Table - 4
Budget financing, 2008 - 2011
       (Billion Rp)

Taxes become main sources of income

Taxes have become the main source of state revenues since state revenues from the oil and gas sector fell sharply.  Revenues from other sectors could not yet make up for the fall in oil and gas revenues.

Table - 5
State income, 2008 - 2011

Conclusion

After going through the global financial crisis in 2008 and 2009, the country's economic condition in 2010 improved and the trend is expected to continue through 2011.  The government is quite optimistic that the country's economy would grow   by 6.3% or faster than in 2010.

The government tends to be conservative and chose to set a moderate growth target in 2011. The country's neighboring countries, which are badly hit by the crisis, are set to take a big leap forward.  Singapore, Thailand, and the Philippines are eyeing a higher growth than Indonesia dares to think for 2011.

The moderateness of the government is shown by its sensitivity to deficit, decision to maintain the SBI rate at 6.5% and attempt to cut foreign financing. 

Apparently the government still feels the trauma of the monetary crisis in 1998 the impact of which has not entirely been removed.  The government, however, should not allow itself to be controlled by the trauma as it may allow good opportunities to pass by. Being in a better position in the wake of the 2009 global crisis, the country should be ahead in making preparation for a big leap forward.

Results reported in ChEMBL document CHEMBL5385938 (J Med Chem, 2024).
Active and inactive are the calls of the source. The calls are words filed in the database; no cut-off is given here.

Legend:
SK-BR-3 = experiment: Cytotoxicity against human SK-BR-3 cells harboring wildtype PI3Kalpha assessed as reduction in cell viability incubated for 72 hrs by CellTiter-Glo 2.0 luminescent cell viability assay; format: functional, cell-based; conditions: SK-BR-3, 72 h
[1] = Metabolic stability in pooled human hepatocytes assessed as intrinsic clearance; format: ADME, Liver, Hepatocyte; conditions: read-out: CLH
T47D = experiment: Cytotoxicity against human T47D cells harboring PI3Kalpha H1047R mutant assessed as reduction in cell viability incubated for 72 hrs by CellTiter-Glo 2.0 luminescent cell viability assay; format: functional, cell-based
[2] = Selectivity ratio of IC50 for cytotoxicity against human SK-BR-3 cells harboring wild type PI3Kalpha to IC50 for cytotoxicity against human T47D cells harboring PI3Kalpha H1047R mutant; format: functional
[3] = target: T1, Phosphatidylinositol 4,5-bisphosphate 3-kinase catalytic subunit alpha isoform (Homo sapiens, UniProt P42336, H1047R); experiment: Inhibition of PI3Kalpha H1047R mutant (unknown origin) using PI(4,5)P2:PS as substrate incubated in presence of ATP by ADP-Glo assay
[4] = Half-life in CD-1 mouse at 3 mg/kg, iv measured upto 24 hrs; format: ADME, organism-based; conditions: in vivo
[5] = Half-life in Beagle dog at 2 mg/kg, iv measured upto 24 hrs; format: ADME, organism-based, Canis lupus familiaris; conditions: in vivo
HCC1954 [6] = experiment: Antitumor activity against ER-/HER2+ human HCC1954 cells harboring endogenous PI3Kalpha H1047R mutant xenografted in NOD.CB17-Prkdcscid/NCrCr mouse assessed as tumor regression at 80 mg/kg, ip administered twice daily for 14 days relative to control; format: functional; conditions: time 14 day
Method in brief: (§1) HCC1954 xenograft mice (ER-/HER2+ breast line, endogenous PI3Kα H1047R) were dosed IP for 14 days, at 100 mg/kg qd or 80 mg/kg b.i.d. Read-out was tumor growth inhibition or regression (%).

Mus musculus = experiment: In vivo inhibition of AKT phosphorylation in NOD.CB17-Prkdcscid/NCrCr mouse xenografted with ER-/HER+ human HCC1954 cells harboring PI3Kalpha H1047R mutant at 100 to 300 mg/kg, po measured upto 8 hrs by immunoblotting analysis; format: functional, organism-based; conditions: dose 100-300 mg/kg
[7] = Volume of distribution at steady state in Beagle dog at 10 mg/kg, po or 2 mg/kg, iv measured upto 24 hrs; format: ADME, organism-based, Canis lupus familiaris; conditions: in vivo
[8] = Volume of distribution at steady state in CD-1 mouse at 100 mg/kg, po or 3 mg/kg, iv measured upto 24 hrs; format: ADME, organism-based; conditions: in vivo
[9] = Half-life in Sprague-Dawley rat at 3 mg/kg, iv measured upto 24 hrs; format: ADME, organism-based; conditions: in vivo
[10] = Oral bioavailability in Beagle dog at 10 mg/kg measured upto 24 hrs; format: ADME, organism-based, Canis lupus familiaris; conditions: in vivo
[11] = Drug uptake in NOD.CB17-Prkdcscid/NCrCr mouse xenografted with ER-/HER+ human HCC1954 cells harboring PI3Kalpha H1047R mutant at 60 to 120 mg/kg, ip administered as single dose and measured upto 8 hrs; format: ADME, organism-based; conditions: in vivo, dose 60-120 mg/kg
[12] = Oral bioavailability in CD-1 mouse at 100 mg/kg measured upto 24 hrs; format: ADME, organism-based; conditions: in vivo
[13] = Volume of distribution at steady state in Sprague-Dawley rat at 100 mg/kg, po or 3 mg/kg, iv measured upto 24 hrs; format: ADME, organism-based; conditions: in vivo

Finance is among the main constraints for the country to move faster forward.  The lending rates remain high. The SBI rate of 6.5% is still among the highest compared to the benchmark interest rates of the central banks of many other countries.   The government bonds have higher yields even compared with the bonds of the Philippines government. The Philippines suffered badly under the impact of the global financial crisis, but the Philippine government succeeded in selling bonds with lower yield that Indonesia.

The condition actually gives the country good opportunities to move faster to narrow the gap that puts it behinds its neighboring economies like Malaysia and Singapore. Conservativeness is good to maintain stability but it would keep the economy behind in competition against other economies.